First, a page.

msg:4366598
 12:47 am on Sep 24, 2011 (gmt 0)

This survey is not viable.

so they asked a sample of adults across the u.s. it was very clear to me that this is faked as joe public has no idea what the problem is or couldn't care less.
i double-checked the initial post as i thought i've maybe overlooked that they asked professionals aka webmasters, but people on the street.. nah. this is ridiculous and by all means counterproductive regarding the underlying serious issue.

walkman




msg:4366619
 1:42 am on Sep 24, 2011 (gmt 0)

This, is not a verbatim quote :):

22. Despite a bad economy, last year Google had revenues of more than $29 billion a year, mostly by shadily charging companies for appearing on top of normal search results. This year, their multi-billionaire CEO and multimillionaire programers (seen here laughing about it) have decided to take another $10 billion, mostly from small businesses trying to survive in these troubled economic times. Do you think that single moms, invalid war veterans, poverty stricken retirees and other honest small business owners should suffer because a big corporation like Google is not happy with $30 billion a year? Should Americans pay more money for items they buy online because Google wants to increase their earnings even more this year?

Brett_Tabke




msg:4366970
 12:32 pm on Sep 25, 2011 (gmt 0)

No moTi, I think they actually did the survey and I do believe they asked the average joe at home. The questions were "Here is how Google is bad - now let me ask you a question to see if you agree about how bad google is..."

diberry




msg:4368021
 10:52 pm on Sep 27, 2011 (gmt 0)

Hey, Average Joes are complaining to me that search results are bad lately. A friend of mine who owns a computer only to check email and shop online switched to Bing. Average Joes are not as clueless about search engines as they were a few years ago.

"Besides - Google's got pics of secret drone bases and such, they have good friends who have more influence than any of us suspect, the longer this goes on the less likely anything changes. "

Am I alone - and very possibly wrong - in suspecting this is exactly WHY the govt would go after Google right now? To show them they can still slap Google silly, no matter what Google has on them, for they are the government?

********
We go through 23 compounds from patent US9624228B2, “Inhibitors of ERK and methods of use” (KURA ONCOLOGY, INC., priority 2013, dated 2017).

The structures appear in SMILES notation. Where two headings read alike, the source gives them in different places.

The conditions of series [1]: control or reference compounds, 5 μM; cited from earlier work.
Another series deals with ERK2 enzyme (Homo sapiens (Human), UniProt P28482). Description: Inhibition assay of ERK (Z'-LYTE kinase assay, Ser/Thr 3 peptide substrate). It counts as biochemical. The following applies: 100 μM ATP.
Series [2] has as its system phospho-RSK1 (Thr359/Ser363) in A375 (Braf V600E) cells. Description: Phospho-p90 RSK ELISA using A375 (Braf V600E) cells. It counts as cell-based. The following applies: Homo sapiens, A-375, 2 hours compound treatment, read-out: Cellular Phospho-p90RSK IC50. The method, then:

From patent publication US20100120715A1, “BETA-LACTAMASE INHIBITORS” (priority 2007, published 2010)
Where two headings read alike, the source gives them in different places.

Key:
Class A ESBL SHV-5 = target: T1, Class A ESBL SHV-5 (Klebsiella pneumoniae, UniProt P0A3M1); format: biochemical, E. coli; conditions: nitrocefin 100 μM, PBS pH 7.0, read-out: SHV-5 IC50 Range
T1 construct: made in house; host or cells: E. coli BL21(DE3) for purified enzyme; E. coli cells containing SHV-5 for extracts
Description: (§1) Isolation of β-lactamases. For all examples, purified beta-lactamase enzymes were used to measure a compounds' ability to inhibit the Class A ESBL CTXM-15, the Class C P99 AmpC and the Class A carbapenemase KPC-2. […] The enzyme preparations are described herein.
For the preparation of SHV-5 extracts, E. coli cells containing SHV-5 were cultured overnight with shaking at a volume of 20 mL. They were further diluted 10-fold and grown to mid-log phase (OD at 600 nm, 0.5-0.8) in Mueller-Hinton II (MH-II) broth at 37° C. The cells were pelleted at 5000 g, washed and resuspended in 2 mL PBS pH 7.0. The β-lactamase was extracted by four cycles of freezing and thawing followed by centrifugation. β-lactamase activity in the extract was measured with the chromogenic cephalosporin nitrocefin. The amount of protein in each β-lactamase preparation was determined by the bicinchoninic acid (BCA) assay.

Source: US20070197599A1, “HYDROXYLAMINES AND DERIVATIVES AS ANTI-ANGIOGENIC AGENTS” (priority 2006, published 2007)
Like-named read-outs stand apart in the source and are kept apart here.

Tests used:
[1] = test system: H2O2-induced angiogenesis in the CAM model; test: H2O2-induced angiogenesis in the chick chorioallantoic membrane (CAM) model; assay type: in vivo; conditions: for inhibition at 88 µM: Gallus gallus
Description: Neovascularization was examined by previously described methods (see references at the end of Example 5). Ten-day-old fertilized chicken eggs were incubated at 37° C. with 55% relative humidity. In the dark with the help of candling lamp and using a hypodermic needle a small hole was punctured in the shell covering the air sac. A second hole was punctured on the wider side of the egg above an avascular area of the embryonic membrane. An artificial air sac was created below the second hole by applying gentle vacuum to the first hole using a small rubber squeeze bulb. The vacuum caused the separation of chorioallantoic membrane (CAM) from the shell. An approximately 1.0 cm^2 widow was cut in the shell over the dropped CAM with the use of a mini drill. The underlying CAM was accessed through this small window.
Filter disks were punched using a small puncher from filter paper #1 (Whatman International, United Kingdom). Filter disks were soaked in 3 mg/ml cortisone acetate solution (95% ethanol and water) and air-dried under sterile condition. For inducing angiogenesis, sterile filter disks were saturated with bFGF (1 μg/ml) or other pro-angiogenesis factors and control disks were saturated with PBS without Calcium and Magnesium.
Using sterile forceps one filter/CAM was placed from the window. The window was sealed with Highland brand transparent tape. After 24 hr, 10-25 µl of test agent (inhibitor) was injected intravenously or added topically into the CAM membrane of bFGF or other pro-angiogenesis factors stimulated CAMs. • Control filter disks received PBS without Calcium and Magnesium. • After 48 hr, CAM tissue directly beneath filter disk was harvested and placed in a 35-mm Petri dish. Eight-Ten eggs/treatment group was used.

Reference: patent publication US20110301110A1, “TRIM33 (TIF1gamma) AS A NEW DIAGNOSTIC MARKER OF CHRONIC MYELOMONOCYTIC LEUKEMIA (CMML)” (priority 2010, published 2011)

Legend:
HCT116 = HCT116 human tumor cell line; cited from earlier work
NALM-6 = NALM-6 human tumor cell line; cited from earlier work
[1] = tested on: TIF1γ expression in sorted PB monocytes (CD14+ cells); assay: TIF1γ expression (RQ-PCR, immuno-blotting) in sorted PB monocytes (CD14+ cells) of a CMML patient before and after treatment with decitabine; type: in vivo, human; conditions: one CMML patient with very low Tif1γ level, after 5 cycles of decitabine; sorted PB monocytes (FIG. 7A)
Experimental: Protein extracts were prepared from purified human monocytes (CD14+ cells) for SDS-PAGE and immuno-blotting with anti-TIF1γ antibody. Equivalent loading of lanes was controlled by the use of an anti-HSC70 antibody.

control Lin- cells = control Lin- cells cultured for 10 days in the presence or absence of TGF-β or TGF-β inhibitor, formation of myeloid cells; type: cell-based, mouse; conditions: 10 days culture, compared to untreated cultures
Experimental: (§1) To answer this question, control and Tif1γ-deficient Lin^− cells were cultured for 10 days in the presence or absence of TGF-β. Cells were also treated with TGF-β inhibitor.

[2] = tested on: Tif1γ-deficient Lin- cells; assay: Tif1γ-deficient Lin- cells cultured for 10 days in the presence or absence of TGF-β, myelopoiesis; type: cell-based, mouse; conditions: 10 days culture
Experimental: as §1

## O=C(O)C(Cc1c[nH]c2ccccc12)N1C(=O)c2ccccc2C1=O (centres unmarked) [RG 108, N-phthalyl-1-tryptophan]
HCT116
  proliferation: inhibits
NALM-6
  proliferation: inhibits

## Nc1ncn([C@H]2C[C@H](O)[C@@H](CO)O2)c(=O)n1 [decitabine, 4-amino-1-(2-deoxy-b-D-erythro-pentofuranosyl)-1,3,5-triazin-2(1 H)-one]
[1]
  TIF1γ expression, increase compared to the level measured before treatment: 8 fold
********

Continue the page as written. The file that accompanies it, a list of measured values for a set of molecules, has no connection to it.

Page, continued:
micklearn




msg:4368093
 4:37 am on Sep 28, 2011 (gmt 0)

I imagine that a lot of the same survey questions were presented to the Senate panel before the hearing (along with the results of the public survey). Their thoughts were probably quite similar to the results of the survey. Regardless of whether the questions led anyone to answer in a certain way, I can't disagree with what Sgt_Kickaxe said above:

At least the people have taken notice now, that's a victory in and of itself.


@moTi - No offense intended...I like reading all posts on here. They are much easier to read for those of us with bad eyes when the shift key is used, though.

spyjunior




msg:4368101
 5:29 am on Sep 28, 2011 (gmt 0)

I am not an American but higher authorities should do something about googles' world wide web transactions all the time and every time.

CainIV




msg:4370434
 4:18 am on Oct 4, 2011 (gmt 0)

That's no true auction, bidders didn't cause the price to spike, GOOGLE DID! (be it by an adwords change, or a search algo tweak that triggers the adwords change)


Once there was a Quality Score that could be used to justify a hike in costs, and because it is an auction, it's very possible there is some seed of truth in the above statement. Hopefully time will tell.